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Dr. Roberta Troy, a Tuskegee University faculty member and two-time graduate, has been appointed as interim provost and vice president for academic affairs. Troy succeeds Dr. Tejinder Sara, who served as provost since July 2017 and recently returned to retirement.
As provost, Troy will serve as the university’s chief academic officer and represent the university when the president is unavailable. The provost oversees all academic colleges and schools, graduate studies, research, libraries, distance education, institutional effectiveness, the Registrar’s Office, and the National Center for Bioethics in Research and Healthcare. She reports to the president, serves as a member of the President’s Cabinet, and leads the Council of Deans.
A faculty member since 1999, Troy is the founding director of the Tuskegee University Health Disparities Institute for Research and Education. She has served previously as Tuskegee’s interim provost and vice president for academic affairs, as well as assistant provost for undergraduate studies, and chair of the Faculty Senate. Prior to her appointment to the Tuskegee faculty, she was an associate professor of biology at Lincoln University.
In addition to her administrative role leading the Department of Biology, Troy has been involved heavily in the university’s 10-year reaffirmation of accreditation process by its regional accreditor, the Southern Association of Colleges and Schools Commission on Colleges. In addition to serving as a member of the university’s Reaffirmation Leadership Team, Troy continues to serve as director and one of the chief architects of the university’s Quality Enhancement Plan (QEP).
“Dr. Troy’s intimate knowledge of our QEP — not to mention the full scope of our academic enterprise resulting from her involvement in our SACSCOC reaccreditation process — will serve Tuskegee well,” said President Lily D. McNair. “I welcome the wise counsel and experienced guidance she will provide our deans, department heads and other academic administrators during her tenure as interim provost.”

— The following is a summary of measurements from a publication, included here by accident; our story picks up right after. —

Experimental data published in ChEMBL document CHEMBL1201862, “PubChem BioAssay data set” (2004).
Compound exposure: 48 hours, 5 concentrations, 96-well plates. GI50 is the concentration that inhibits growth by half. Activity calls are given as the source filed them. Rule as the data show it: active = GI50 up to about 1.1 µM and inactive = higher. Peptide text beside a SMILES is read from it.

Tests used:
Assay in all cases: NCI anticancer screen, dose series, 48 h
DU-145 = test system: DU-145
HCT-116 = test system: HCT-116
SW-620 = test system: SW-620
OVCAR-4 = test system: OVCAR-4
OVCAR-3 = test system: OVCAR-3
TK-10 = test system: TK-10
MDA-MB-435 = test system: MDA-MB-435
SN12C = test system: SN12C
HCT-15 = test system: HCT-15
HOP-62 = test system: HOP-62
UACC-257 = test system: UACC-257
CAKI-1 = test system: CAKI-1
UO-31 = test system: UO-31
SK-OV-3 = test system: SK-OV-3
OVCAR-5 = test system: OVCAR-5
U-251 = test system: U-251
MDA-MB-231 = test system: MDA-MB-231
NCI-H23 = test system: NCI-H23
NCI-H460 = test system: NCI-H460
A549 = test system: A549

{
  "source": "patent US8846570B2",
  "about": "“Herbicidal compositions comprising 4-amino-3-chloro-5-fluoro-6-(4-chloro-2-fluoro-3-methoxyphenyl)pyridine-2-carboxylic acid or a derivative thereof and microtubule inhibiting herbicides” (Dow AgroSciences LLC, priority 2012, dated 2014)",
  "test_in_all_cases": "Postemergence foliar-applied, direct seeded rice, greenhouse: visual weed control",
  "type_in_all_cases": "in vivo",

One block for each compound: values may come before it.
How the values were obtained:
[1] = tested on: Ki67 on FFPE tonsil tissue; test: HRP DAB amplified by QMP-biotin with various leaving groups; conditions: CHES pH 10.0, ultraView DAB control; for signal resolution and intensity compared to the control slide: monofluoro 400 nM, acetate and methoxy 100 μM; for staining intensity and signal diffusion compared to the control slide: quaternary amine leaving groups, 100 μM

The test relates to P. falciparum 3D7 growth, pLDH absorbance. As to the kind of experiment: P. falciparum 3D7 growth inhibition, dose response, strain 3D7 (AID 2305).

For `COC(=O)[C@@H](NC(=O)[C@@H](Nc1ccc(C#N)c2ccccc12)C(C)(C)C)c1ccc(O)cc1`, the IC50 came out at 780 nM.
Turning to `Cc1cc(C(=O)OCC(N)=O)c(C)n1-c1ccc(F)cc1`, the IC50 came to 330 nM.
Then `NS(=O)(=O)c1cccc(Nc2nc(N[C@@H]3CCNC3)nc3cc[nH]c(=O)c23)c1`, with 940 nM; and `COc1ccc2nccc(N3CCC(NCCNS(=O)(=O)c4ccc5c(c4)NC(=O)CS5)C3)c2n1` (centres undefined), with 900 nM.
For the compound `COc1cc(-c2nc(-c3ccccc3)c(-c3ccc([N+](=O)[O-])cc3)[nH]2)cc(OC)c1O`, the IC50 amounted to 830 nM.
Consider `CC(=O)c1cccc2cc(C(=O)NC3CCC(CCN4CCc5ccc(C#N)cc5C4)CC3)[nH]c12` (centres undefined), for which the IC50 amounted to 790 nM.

Troy’s research focus for nearly two decades has been on examining the chemo-preventive and chemotherapeutic effects of natural products on breast and cervical cancer in African-American women. She earned bachelor and master’s degrees in biology from Tuskegee in 1977 and 1980, respectively. She later completed a doctorate in biochemistry and molecular biology at the University of Florida, where she was a McKnight Pre-doctoral Fellow. Subsequently, she continued her training at the Cleveland Clinic Foundation, where she was a postdoctoral fellow in molecular virology.
McNair noted that Troy was scheduled to retire at the end of the summer semester, but delayed her retirement to accept this temporary appointment. As a result, the university anticipates beginning a national search to fill the provost vacancy in September, with the successful candidate for the position beginning his or her tenure in the early spring.
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